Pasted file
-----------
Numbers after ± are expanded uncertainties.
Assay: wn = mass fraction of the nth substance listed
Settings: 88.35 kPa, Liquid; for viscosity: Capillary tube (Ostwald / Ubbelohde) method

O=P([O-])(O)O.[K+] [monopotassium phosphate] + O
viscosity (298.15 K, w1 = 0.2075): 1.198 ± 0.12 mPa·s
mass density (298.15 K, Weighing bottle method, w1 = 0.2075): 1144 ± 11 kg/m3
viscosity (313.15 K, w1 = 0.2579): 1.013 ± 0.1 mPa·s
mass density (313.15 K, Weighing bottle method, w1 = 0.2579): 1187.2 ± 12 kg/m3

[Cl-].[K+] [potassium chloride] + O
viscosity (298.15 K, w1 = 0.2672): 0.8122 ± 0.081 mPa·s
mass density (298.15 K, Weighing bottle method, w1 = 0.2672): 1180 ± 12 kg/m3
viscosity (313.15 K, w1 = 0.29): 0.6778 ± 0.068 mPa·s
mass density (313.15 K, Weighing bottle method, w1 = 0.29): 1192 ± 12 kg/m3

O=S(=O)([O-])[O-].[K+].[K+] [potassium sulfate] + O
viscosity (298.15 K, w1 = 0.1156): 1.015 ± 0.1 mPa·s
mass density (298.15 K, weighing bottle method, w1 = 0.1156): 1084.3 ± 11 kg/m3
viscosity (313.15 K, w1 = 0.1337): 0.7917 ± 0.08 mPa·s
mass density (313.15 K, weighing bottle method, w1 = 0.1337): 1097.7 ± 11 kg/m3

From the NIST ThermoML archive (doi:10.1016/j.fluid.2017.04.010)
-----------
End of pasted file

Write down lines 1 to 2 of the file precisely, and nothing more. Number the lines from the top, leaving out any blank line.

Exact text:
Numbers after ± are expanded uncertainties.
Assay: wn = mass fraction of the nth substance listed